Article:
Type isPairFlagField = Types.required(BOOLEAN).named("is_pair");

    String stringRepresentation = getStringRepresentation(isPairFlagField);

    assertThat(stringRepresentation).isEqualTo("required boolean is_pair");

public void should_fail_on_applying_complex_type_to_primitive_type() {
    assertThatExceptionOfType(IllegalStateException.class).isThrownBy(() -> {
    }).withMessageContaining("MAP can not be applied to a primitive type");

public void should_create_fixed_length_array_type() {
    Type salary = Types.optional(FIXED_LEN_BYTE_ARRAY).length(10).precision(4).as(DECIMAL).named("salary");

    String stringRepresentation = getStringRepresentation(salary);

    assertThat(stringRepresentation).isEqualTo("optional fixed_len_byte_array(10) salary (DECIMAL(4,0))");

public void should_create_simple_string_type() {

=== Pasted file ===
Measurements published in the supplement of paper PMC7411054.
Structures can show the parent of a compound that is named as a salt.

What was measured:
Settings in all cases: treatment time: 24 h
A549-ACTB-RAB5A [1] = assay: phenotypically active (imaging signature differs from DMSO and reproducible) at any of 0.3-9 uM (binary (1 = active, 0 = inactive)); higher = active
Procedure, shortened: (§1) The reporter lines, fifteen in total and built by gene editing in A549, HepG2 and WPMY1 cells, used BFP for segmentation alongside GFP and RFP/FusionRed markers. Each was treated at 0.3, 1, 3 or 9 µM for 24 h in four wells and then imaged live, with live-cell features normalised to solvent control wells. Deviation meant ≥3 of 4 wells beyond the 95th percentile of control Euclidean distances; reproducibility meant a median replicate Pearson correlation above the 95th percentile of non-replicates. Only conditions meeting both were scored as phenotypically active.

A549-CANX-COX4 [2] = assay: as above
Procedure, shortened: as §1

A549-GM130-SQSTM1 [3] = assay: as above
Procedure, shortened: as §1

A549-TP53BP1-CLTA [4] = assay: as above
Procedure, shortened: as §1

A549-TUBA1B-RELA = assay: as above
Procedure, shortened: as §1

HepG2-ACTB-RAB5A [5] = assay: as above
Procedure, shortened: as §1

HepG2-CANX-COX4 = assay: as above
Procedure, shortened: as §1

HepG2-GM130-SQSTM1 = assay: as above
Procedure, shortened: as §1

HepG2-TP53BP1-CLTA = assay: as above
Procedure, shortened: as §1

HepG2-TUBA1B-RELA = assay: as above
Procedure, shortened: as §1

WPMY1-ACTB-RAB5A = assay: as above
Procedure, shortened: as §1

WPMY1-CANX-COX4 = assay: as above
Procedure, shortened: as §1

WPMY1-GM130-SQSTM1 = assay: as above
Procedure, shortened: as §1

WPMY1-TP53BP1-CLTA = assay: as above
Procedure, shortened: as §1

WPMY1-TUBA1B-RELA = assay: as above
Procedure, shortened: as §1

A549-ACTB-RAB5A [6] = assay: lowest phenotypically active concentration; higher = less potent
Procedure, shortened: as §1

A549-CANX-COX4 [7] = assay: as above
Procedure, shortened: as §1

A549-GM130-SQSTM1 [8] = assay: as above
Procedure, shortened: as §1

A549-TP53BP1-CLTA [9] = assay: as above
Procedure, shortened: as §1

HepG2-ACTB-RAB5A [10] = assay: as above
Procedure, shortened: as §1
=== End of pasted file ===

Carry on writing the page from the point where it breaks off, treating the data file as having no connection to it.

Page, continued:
Type textType = Types.required(BINARY).as(UTF8).named("text");

    String stringRepresentation = getStringRepresentation(textType);

    assertThat(stringRepresentation).isEqualTo("required binary text (UTF8)");

public void should_create_complex_type() {
    // Parquet also allows the creation of "complex" (nested) types that are
    // similar to objects from object-oriented languages
    Type userType = Types.requiredGroup()

    String stringRepresentation = getStringRepresentation(userType);

    assertThat(stringRepresentation).isEqualTo("required group User {\n" +
            "  required int64 id;\n" +
            "  required binary email (UTF8);\n" +

private static String getStringRepresentation(Type type) {
    StringBuilder bigNumberStringBuilder = new StringBuilder();
    type.writeToStringBuilder(bigNumberStringBuilder, "");
    return type.toString();

Data types are an inherent part of Apache Parquet. They are used not only to define the schema but also have associated specific optimization techniques such as encoding or compression. As we could see through the first section, Parquet brings the main primitive types that can be mapped (aliased) to logical types that are more user-friendly. The second part presented the converters that are widely used in the project to integrate external serialization libraries and query engines as Hive.